Equally horror-inducing: it turns out both of them might be right. Brian Forschler, a professor and researcher of entomology at the University of Georgia, says that too little rain will cause treeholes and other outdoor harborages to dry up and force roaches inside, while too much rain will drown out their harborages and, well, force roaches inside. In recent months, Atlanta’s had both. “There’s plenty of rational reasons, with the rainfall patterns we’ve had this year, that you’d see an increase,” Forschler says. This is especially true for the Smokey Brown cockroach, which, of the 120 roach species in Georgia, is one of seven that closely aligns itself with human dwellings—and the only one that can fly. “So,” I ask Forschler, “those are the worst ones?” He laughs. “That’s pretty subjective, but I’ll agree with you.” (Other common Atlanta roaches include the brown roach and the American roach, both of whom tend to thrive in urban environments and live in sewers and pipes. Since they like cities and Smokey Browns like trees, we have lots of both. Lucky us!)

Forschler says Smokey Brown roaches often pass through homes while migrating from hardwood tree to hardwood tree—like, for instance, the oak tree that towers over my front yard, the pecan tree in my backyard, or any of the other hundreds of hardwood trees surrounding my neighborhood. In other words, I and most other Atlantans unwittingly reside in Smokey Brown Valhalla.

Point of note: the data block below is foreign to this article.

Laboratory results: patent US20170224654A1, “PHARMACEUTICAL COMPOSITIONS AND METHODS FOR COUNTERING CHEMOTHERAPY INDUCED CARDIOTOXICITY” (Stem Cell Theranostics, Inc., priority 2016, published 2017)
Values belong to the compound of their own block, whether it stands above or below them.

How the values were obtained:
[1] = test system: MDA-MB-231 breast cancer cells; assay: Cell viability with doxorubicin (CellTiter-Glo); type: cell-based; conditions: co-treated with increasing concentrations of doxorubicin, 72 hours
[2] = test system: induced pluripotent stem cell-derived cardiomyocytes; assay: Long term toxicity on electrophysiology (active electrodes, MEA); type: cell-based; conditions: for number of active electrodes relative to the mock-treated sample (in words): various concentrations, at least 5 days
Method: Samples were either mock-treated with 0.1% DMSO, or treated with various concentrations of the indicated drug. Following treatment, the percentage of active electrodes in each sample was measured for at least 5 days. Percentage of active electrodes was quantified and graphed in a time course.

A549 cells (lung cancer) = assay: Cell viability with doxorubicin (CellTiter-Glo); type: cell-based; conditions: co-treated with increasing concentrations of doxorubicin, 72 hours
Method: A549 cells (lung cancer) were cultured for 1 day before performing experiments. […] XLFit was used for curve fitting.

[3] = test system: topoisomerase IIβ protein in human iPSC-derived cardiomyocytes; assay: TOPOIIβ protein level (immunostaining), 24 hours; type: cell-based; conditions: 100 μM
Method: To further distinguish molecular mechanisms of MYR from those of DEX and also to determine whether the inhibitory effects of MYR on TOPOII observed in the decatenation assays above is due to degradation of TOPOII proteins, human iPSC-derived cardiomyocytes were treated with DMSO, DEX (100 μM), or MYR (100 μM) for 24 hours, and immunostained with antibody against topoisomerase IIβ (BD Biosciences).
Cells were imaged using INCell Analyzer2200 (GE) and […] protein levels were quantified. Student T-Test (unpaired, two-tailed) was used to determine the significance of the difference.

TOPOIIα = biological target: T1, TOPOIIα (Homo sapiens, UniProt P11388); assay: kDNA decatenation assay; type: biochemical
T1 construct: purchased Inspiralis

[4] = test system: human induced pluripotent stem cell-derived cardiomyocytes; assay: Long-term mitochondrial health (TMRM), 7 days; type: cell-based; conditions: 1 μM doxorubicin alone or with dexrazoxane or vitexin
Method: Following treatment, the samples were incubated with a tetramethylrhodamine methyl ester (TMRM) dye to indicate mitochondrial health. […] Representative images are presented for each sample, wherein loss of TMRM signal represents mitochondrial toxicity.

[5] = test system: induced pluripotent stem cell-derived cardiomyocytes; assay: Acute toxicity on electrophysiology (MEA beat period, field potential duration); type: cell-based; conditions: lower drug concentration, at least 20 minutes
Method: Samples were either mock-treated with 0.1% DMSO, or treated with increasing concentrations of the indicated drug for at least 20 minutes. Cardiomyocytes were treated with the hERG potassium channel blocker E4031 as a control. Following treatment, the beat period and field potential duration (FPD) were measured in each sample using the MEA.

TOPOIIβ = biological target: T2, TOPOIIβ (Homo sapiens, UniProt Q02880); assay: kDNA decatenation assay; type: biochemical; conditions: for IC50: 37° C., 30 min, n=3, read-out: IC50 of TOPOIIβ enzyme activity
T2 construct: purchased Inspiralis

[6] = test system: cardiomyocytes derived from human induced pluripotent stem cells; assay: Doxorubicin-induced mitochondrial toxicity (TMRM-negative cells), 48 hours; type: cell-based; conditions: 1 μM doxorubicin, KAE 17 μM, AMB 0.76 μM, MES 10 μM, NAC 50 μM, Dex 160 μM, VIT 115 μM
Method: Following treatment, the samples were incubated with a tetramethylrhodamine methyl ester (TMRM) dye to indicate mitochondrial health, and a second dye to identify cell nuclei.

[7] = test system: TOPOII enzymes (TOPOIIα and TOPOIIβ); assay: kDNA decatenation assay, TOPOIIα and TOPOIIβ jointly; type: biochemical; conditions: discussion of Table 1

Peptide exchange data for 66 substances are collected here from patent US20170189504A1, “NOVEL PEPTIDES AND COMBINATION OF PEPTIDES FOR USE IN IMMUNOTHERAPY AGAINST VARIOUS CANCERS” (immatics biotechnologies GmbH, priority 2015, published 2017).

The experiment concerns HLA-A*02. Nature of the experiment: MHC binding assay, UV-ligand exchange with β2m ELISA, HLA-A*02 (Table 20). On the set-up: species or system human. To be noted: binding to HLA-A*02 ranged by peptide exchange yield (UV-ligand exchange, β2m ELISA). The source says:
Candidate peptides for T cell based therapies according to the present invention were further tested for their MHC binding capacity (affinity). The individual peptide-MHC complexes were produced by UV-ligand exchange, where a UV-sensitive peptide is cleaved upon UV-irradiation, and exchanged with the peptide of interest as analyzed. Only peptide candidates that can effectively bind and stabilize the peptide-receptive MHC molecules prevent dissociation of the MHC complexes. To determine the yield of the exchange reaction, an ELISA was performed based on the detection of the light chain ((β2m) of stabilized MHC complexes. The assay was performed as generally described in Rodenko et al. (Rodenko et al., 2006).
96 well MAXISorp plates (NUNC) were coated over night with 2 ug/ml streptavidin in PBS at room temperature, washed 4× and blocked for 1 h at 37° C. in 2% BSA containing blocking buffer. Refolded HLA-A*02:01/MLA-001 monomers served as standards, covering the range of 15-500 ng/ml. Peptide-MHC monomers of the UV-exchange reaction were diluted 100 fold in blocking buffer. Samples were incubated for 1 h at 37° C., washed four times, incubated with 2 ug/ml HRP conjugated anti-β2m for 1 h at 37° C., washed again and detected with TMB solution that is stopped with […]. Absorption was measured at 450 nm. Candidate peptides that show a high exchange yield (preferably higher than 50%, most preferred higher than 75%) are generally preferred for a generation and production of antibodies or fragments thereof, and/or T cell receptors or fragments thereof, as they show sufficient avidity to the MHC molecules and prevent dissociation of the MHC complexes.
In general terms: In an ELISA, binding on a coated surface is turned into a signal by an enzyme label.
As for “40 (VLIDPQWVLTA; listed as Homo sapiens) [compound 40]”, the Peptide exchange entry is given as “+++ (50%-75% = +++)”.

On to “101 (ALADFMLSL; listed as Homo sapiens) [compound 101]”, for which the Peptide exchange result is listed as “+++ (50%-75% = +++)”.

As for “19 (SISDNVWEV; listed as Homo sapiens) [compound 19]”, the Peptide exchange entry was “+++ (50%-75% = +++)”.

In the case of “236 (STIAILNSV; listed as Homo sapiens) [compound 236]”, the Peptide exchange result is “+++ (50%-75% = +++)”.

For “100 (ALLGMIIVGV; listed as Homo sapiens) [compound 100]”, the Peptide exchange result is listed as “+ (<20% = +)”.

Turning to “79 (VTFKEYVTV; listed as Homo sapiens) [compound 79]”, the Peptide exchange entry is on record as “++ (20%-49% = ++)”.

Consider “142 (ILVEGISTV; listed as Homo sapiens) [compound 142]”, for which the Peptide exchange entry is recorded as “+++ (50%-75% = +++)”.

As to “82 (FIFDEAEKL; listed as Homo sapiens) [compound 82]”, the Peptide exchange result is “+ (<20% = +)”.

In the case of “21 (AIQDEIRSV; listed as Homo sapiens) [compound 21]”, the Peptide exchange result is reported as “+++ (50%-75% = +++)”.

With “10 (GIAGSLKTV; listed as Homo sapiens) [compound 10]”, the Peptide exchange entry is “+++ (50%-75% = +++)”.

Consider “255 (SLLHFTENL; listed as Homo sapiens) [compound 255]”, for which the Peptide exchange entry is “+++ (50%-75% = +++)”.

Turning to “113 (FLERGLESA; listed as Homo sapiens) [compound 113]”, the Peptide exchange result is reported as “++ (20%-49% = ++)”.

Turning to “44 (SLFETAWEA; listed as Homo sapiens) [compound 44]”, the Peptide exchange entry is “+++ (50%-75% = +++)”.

“If you live in a pine lot, you’re not going to see Smokey Brown cockroaches as regularly around your house,” says Forschler. “But if you have hardwood trees, you’re going to—there’s just no way around it.” Most of the time, Forschler adds, you might spot a lone roach or two on its way to its next treehole, a humble nomad simply passing through these parts, not looking for any trouble. “But if you have the right conditions around your house,” he adds, “they’re going to stop and hang out, and maybe stay there for generations.”

As for getting rid of them? Not as simple as blitzing your house with pesticides, as it turns out. “You need to figure out what kind you have,” Forschler says. Treatment methods will vary based on the species and their respective habits. Regardless of the species, Forschler says that bug bombs are largely a waste of money, and while traditional baseboard spraying will kill a few, the multigenerational families of roaches hunkering down in your eaves or walls won’t be hugely affected. For dealing with Smokey Browns, Forschler recommends bait. “The bait has a slow-acting ingredient, so the animal doesn’t die until it gets back to the harborage, poops out some of it, and dies, so it provides a poisoned food substrate to everyone else who’s hanging out at the harborage,” he says.

I am fleetingly comforted by the thought of sending a compromised cockroach unknowingly marching back to wreak havoc upon its own den of horrors like a Trojan horse. Then, Forschler rocks me out of my brief moment of serenity: “Remember, Gray, if you see them in your house, it probably means that you’ve got ’em somewhere in a wall void.” At this point I consider putting the call on mute, crumpling to the floor, and wailing inconsolably for several hours. But Forschler offers me some small solidarity: “I don’t think there’s a house in Georgia that hasn’t had signs of a Smokey Brown cockroach infestation in the walls at some point in time.”

Sleep tight, Atlanta.